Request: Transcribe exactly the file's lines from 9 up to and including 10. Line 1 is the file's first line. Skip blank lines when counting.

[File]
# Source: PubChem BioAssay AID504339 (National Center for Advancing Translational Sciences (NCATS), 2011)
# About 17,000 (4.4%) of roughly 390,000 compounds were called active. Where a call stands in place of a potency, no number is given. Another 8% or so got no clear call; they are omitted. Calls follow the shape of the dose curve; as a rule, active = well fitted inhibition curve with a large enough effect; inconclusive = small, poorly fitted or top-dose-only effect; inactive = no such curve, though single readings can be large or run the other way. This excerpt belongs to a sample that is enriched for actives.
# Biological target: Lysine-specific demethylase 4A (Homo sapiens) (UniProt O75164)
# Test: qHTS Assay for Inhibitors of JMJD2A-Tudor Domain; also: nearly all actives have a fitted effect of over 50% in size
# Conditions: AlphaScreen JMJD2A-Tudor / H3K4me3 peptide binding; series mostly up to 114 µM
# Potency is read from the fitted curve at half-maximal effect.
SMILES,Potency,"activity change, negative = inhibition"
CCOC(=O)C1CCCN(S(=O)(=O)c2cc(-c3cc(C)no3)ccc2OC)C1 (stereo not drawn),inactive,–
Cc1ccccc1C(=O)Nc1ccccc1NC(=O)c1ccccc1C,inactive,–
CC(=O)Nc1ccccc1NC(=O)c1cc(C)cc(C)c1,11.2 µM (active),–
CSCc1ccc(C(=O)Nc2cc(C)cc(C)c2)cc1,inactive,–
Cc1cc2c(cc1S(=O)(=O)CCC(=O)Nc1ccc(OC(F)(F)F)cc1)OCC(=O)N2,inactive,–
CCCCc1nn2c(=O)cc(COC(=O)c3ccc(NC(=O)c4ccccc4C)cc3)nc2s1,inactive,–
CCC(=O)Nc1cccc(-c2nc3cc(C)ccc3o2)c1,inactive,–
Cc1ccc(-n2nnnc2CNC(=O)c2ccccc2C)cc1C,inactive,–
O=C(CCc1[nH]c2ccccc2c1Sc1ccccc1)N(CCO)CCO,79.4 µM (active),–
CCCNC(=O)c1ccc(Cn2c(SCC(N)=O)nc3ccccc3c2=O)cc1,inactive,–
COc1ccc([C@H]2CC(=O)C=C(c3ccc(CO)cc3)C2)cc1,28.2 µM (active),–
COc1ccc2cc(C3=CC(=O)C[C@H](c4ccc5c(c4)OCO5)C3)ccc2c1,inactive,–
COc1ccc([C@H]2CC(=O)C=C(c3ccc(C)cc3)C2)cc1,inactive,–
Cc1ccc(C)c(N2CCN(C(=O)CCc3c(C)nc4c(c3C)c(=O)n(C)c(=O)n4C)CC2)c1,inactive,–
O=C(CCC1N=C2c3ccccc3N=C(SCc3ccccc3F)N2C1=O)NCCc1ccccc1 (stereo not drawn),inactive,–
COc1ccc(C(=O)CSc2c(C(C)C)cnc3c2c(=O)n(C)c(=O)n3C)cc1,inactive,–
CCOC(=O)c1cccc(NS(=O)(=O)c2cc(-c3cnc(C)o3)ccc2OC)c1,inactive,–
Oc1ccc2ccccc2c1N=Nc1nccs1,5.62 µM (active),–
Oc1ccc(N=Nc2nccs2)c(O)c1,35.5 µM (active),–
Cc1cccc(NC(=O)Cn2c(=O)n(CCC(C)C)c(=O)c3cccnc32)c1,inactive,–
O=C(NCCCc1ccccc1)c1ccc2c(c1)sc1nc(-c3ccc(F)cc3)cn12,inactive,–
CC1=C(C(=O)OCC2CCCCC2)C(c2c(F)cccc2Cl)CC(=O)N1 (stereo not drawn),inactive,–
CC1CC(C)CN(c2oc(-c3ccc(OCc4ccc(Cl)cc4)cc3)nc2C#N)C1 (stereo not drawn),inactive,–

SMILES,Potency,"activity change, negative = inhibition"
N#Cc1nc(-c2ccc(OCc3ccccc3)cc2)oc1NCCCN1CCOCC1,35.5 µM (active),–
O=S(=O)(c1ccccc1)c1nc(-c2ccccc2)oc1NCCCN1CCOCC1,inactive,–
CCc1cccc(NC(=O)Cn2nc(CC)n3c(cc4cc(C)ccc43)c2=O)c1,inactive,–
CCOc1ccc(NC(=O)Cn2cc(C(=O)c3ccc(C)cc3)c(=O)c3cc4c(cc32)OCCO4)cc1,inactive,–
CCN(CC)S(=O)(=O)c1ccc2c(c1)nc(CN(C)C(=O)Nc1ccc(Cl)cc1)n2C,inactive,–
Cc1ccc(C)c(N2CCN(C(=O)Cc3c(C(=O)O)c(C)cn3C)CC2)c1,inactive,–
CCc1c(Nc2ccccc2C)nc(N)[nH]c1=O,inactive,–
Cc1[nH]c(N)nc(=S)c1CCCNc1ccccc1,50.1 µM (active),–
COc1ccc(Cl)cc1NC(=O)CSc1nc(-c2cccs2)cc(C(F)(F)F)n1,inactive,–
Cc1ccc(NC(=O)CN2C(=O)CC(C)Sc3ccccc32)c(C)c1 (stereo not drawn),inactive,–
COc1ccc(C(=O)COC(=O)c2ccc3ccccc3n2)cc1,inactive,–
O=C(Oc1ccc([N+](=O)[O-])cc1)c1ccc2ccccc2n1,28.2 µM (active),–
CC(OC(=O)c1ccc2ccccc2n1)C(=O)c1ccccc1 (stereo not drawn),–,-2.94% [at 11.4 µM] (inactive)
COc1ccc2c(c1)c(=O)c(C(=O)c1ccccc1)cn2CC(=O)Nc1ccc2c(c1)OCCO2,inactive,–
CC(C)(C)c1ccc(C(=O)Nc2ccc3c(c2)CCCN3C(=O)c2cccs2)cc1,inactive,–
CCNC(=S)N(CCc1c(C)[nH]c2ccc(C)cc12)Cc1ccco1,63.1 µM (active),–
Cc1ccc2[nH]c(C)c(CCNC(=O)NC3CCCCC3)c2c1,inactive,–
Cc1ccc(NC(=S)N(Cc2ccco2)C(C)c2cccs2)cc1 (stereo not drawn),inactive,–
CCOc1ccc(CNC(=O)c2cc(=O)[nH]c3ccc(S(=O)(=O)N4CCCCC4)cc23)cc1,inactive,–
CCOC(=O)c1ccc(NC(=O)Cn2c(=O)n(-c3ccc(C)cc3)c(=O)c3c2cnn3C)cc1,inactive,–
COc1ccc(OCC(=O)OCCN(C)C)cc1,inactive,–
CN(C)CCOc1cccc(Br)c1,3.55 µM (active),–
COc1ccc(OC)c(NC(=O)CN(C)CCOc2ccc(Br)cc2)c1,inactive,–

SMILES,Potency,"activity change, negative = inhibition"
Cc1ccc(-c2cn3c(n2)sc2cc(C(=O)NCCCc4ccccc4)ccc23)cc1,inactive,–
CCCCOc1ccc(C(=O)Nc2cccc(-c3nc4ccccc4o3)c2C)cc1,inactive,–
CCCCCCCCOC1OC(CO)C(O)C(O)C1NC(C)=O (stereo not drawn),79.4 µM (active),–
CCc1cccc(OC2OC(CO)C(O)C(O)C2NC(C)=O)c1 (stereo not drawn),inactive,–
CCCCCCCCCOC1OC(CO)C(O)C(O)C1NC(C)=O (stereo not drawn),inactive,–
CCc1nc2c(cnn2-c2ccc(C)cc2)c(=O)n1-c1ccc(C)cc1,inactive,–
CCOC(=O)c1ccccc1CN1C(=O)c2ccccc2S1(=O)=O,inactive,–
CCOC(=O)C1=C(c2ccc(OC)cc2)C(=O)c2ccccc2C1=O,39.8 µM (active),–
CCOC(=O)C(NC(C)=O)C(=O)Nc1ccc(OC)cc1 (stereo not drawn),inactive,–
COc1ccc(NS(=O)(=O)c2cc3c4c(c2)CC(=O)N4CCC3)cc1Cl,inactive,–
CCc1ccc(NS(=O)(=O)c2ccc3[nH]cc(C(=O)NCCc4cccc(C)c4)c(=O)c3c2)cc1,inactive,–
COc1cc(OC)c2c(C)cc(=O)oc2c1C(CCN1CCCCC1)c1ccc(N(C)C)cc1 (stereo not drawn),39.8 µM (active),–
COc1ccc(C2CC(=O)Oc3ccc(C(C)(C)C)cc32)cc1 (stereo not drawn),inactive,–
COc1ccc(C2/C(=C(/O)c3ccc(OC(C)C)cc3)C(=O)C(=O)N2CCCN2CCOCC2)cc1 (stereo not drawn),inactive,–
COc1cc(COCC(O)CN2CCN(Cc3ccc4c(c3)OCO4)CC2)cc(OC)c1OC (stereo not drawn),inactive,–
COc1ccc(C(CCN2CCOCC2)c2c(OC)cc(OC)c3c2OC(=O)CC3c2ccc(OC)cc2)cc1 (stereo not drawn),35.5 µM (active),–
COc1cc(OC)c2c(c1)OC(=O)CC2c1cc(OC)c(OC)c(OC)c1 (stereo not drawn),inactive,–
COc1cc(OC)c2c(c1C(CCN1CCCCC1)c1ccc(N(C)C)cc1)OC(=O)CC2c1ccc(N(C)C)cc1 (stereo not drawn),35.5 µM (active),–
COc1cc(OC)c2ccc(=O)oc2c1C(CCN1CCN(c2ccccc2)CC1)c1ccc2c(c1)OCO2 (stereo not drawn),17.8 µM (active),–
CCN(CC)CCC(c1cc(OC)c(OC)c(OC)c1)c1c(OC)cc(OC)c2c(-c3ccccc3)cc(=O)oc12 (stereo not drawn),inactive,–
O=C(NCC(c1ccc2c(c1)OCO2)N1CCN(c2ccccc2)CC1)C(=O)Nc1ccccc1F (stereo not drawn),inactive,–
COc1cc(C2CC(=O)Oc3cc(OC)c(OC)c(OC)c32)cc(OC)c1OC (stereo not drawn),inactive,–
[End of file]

Cc1ccccc1C(=O)Nc1ccccc1NC(=O)c1ccccc1C,inactive,–
CC(=O)Nc1ccccc1NC(=O)c1cc(C)cc(C)c1,11.2 µM (active),–